Ordinary Fatigue or MS Relapse?
If you’re overworked, stressed, or not getting enough sleep, MS symptoms may trouble you more than usual. Rest and take extra time for yourself to get back on track.
How to Prevent a Flare
Nothing can completely prevent relapses of MS. However, starting medicine right after you're diagnosed with MS helps reduce how many flare-ups you have.
In addition to taking your medicine as directed, these steps may help.
- Closely track your symptoms. "If you notice subtle breakthrough events, it may mean that your medication isn’t working for you, and we need to make a change," Cohen says.
- Stop smoking. " Smoking is extremely bad for MS," Fox says. Smokers lose brain tissue much faster than those who don't smoke, he says. Ask your doctor about nicotine patches, gums, or lozenges. They don't seem to cause the same damage as tobacco and can help you kick the habit.
- Live healthy. Eat a balanced diet. Exercise most days of the week. Try to lower the stress in your life. You'll be healthier, which may make it easier to manage MS. Working out and relaxation may also help control your symptoms.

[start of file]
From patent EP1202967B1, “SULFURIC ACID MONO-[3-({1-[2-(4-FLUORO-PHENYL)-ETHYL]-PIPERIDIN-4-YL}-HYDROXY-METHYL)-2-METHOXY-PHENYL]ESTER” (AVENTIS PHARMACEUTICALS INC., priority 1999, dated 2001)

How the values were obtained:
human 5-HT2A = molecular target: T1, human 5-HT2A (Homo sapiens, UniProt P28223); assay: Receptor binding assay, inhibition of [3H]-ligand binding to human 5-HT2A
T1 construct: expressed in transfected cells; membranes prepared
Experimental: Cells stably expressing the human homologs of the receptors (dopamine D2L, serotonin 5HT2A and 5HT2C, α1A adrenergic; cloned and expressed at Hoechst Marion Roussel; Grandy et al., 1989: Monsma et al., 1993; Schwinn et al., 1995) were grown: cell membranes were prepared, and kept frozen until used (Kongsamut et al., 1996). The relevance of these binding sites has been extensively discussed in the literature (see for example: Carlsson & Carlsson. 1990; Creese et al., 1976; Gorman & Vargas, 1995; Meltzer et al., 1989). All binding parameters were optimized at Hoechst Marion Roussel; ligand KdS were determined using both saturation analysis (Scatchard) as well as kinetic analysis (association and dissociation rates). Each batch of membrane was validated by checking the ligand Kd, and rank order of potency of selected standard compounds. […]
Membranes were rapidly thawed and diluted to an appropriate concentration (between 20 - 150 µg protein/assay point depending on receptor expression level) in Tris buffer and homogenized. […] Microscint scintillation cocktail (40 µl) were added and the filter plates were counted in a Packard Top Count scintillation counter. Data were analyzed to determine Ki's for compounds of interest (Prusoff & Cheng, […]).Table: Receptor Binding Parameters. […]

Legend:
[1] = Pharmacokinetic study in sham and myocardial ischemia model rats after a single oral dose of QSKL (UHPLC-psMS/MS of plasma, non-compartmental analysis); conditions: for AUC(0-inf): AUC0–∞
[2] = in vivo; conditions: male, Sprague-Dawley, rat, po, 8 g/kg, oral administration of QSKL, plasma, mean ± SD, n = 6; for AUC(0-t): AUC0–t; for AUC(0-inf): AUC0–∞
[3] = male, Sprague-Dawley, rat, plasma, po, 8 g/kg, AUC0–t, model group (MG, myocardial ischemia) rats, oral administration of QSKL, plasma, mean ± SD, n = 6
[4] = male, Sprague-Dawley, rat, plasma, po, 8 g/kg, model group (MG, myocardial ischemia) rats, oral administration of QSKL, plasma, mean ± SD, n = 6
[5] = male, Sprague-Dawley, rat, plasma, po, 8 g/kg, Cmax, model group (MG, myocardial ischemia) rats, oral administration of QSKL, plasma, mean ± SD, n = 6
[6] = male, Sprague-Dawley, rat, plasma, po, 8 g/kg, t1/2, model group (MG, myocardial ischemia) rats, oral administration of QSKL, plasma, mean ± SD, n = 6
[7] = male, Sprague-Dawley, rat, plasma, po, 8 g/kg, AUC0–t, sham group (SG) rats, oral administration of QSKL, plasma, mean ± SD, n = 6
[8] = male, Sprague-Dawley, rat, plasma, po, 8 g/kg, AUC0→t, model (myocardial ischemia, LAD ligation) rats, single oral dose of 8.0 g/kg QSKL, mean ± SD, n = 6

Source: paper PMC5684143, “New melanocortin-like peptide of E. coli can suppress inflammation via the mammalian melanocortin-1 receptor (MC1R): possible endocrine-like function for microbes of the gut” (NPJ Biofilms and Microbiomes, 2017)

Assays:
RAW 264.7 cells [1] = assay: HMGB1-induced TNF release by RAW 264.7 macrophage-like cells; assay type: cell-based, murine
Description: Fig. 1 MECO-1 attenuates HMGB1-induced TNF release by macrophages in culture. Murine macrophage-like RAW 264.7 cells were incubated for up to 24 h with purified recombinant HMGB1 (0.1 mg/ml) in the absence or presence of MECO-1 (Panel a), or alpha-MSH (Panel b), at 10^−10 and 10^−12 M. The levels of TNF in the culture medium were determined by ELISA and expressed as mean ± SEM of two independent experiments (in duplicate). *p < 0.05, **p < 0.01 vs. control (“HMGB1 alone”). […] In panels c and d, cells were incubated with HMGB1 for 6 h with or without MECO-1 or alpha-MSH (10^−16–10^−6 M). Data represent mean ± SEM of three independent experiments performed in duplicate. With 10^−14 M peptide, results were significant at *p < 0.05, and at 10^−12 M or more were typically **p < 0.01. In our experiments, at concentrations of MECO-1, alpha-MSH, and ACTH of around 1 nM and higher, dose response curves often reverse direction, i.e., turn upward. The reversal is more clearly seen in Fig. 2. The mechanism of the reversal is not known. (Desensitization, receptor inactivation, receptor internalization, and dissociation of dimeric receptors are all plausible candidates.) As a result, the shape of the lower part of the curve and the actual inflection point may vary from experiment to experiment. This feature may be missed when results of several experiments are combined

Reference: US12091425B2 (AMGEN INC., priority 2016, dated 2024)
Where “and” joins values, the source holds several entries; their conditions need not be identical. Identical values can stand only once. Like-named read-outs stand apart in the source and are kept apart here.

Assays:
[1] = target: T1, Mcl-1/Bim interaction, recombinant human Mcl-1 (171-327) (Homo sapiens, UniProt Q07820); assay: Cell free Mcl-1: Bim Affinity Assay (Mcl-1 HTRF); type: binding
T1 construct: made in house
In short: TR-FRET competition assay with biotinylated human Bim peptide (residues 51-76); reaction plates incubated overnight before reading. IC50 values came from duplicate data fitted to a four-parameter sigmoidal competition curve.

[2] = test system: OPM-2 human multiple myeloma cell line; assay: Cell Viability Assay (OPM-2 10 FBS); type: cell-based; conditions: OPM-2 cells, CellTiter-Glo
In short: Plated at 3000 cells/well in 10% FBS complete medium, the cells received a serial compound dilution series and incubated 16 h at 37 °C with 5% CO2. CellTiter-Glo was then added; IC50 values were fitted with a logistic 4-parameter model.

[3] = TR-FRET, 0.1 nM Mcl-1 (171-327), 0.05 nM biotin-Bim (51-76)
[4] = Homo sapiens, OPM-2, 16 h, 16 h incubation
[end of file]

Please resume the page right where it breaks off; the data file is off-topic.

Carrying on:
Ask your neurologist how quickly you should call when you notice new symptoms. Some may require more than simply getting extra rest or using other coping strategies on your own.
These are the ways your doctor will usually treat a flare-up.
- Steroids. If you've lost some vision or suddenly can't walk, your doctor may suggest this type of drug. "Steroids [help] make the patient better faster," says Mark Keegan, MD, of the Mayo Clinic. You'll need an IV for 3 to 5 days, or a lot of pills over a few days.
- Physical therapy. These precise exercises help you recover the use of a hand or leg. Fox says PT works especially well while you're taking steroids. The combination helps you get back to your normal strength and motion.
- Plasma exchange. This may help treat a severe flare-up -- for example, you were walking fine, and now you can’t walk at all -- when high-dose steroids aren’t working.